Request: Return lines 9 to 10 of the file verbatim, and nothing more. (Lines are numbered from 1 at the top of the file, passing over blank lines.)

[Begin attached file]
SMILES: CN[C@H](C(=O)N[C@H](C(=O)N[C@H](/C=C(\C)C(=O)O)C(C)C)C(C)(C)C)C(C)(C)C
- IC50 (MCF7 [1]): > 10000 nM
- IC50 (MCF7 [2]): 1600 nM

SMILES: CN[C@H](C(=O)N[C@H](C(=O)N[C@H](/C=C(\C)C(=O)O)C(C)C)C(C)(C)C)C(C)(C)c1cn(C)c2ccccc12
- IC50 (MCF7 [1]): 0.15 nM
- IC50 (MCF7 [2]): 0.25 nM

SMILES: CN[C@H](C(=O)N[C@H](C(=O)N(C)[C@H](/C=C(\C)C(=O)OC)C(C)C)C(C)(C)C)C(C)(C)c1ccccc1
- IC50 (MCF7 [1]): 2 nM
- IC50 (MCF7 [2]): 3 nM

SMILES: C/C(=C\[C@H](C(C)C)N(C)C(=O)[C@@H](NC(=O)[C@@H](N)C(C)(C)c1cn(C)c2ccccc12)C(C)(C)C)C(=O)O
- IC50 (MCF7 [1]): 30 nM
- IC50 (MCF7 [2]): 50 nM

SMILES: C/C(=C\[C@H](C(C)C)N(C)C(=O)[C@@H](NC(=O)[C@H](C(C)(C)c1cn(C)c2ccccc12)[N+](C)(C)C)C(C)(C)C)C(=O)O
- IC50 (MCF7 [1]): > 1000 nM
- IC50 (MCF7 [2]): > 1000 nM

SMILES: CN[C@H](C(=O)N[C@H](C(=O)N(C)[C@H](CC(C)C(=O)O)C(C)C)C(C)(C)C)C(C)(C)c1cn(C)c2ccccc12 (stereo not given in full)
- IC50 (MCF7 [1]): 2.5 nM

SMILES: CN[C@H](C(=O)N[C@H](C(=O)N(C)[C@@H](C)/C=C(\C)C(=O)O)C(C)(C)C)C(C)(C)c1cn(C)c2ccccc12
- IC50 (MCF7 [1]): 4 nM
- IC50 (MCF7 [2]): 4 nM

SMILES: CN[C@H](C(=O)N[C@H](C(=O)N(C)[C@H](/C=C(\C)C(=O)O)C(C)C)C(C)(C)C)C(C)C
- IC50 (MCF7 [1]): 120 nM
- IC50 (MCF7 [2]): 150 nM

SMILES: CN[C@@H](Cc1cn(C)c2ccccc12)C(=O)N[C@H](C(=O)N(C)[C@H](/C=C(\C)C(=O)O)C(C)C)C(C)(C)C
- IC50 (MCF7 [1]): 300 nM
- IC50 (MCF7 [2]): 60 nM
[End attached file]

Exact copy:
- IC50 (MCF7 [2]): 3 nM

SMILES: C/C(=C\[C@H](C(C)C)N(C)C(=O)[C@@H](NC(=O)[C@@H](N)C(C)(C)c1cn(C)c2ccccc12)C(C)(C)C)C(=O)O